Associate Professor Bianca Brijnath, Director Social Gerontology at the National Ageing Research Institute said Moving Pictures was a critical step forward in helping people from CALD backgrounds understand more about dementia and the services that are available.
Speaking with SBS Hindi, Dr Brijnath said, “ My grandmother suffered with Dementia and I know how stressful and complex it becomes for the families. The reality is that there is limited awareness about dementia and that is resulting in delayed diagnosis, poorer prognosis, and a higher burden of care on families and health systems,”
An innovative multi-media program to raise awareness about dementia in people from multicultural communities, and how to access help has been launched on 22nd February in Melbourne by Minister for Senior Australians and Aged Care Ken Wyatt AM.
Coordinated by the National Ageing Research Institute (NARI), Moving Pictures is made up of fifteen short films co-produced with people from Tamil, Hindi, Cantonese, Mandarin and Arabic communities – Australia’s top five fastest growing cultural and linguistic groups.
Using film making to inform and educate these communities about dementia, and the importance of early diagnosis of dementia for better treatment and quality of life was deliberate, according to Dr Brijnath.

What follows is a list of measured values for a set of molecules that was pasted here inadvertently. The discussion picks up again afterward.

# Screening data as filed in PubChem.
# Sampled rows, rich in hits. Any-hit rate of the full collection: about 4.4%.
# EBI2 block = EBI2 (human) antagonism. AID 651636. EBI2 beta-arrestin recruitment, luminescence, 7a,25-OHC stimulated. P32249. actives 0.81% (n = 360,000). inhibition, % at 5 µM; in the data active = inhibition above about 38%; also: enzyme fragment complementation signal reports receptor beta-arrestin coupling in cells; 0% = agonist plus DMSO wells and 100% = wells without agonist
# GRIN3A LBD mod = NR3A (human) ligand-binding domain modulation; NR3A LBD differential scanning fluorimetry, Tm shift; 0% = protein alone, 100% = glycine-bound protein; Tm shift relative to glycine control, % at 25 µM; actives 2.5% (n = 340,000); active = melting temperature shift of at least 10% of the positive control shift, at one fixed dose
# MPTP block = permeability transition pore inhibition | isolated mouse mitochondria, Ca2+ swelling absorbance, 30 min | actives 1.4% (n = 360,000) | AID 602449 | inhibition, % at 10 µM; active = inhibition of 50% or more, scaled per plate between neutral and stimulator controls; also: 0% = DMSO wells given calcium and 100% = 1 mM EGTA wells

“Film-making has a long history of portraying the cultural complexities of everyday life, and lends itself well to the communities Moving Pictures is trying to reach,” Dr Brijnath added.
Moving Pictures has been funded through the Federal Government’s Dementia and Aged Care Services research and innovation grants.
Moving Pictures was made in conjunction with Curtin University and guided by Dementia Australia, Chung Wah Association, Australian Nursing Home Foundation, Federation of the Indian Association of Victoria, the South Western Sydney Local Health District and the Australian Arab Association.
The website to access films, dementia comics, and help is : www.movingpictures.org.au